Tapping the office hub establishment curve in India
Indian metros are witnessing unprecedented urbanisation and spatial growth. As existing office spaces saturate, offering limited opportunities for development, new hubs are emerging along city corridors to accommodate future growth. However, we have observed that in most cases, these new locations take close to a decade to establish fully. Their success depends on specific requirements.
The cases of three key office hubs in India – DLF Cyber City in Gurgaon, Bandra Kurla Complex (BKC) in Mumbai and Outer Ring Road (ORR) in Bengaluru – may provide clues about what is needed to be a successful hub.
To begin with, Gurgaon’s first business hub, DLF Cyber City, started in early 2000. The high-quality buildings with large floor plates and world-class amenities, such as food courts and ATMs, attracted large corporates, initially. For the first few years, companies had to provide transportation services for their employees due to the lack of public transport to the area. However, the linking of Delhi Metro in 2010 with Gurgaon and start of Gurugram Rapid Metro line in 2013 gave a much-needed boost to this micro-market. As a result, DLF Cyber City established itself as a self-sustained office location and continues to be one of the most attractive office sites in Delhi NCR.
In Mumbai, the Metropolitan Region Development Authority (MMRDA) initiated BKC in 1970‘s to decongest the existing office hubs in the city. Initially, oil companies, consulates and banks occupied the site. But after 2010, a few developers built high-quality office buildings, which started attracting corporates to this location. Bus services began from 2015, improving connectivity. Although BKC is still only halfway to being self-sustaining, it is already one of the most preferred locations in Mumbai.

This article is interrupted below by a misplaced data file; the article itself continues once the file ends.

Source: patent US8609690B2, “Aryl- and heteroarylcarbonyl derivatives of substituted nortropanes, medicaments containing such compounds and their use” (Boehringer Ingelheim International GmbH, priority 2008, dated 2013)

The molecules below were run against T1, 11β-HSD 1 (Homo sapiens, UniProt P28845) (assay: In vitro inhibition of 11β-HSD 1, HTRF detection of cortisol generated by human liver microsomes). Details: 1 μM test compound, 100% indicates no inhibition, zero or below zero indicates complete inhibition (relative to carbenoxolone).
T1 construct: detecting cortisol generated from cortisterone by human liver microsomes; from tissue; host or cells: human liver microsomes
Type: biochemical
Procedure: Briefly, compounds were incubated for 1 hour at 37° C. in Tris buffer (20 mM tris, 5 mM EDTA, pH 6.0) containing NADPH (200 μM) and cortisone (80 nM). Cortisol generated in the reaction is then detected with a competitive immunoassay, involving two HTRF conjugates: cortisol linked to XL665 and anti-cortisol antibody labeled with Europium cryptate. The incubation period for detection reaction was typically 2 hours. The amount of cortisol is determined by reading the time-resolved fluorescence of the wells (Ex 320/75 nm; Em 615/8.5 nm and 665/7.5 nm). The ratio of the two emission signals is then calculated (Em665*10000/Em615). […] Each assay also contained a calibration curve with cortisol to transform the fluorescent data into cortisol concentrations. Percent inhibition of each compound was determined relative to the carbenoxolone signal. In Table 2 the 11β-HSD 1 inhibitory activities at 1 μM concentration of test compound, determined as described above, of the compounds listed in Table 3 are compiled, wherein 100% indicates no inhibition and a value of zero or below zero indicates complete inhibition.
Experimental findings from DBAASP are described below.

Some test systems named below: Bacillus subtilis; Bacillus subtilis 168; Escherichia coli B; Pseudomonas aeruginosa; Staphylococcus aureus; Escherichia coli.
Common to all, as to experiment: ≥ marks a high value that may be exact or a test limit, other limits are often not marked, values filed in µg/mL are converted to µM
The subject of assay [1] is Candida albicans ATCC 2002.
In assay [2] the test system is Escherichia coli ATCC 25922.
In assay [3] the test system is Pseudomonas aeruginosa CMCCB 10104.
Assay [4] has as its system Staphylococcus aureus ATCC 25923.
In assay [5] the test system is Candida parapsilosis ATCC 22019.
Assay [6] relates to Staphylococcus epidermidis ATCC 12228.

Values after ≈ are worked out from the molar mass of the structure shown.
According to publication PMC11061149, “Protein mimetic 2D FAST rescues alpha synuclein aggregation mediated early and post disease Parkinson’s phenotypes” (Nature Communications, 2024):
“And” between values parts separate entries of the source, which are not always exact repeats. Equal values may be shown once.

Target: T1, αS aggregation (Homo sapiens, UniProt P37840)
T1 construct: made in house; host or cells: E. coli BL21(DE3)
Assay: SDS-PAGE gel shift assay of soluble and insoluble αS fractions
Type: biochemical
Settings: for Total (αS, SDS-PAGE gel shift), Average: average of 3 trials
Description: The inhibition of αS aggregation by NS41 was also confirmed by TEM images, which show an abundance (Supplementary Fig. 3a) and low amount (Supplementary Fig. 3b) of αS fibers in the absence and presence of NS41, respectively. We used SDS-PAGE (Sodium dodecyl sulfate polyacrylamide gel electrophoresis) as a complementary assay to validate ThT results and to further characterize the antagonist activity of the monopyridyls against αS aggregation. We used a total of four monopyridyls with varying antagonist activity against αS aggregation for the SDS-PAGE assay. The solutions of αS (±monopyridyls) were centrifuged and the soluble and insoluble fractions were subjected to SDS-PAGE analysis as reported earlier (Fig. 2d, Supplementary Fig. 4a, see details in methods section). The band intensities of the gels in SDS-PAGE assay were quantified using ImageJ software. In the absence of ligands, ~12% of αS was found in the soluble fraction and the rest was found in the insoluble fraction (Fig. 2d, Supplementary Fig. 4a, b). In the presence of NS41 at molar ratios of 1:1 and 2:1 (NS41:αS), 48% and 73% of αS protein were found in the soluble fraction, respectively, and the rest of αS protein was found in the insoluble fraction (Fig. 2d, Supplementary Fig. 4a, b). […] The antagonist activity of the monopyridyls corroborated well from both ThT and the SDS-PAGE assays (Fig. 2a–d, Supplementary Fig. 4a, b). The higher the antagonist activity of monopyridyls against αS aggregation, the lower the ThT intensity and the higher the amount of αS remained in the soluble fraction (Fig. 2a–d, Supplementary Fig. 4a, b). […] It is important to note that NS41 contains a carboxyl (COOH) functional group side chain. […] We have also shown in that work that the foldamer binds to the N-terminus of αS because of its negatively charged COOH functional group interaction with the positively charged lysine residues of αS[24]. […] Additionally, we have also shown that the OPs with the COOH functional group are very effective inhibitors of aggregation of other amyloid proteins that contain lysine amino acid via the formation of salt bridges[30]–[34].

Lastly, the micro-market along Outer Ring Road is the largest office hub in Bengaluru. The growth driver for this market has predominantly been the concurrent development of high-quality business parks along the Outer Ring Road. The first business park started operations around 2005-2006, and in the subsequent decade, this micro-market saw high occupancy and rising rents. World-class business parks with all the essential amenities and excellent connectivity attracted large corporates to this micro-market.
Conclusively, for an emerging office hub to be successful, the key requirements are, seamless connectivity, especially access through proper roads and public transport, along with the supply of buildings with large floor plates, as well as superior amenities like food courts, ATMs, healthcare and crèches.
We have observed that in most cases, public transport came at a later stage, delaying the growth curve of those hubs significantly. Therefore, the support of city authorities and local governments is of high importance. Also, developers hoping to tap into the growth of an emerging location have to provide high-quality buildings with all amenities to attract corporates to such areas. In India, a few emerging office hubs that can be developed fast are Golf Course Extension Road in Gurgaon and Northern Suburbs of Bengaluru. Necessarily, if city authorities and developers work together, they can reduce the growth cycle of the hubs from a decade to five years.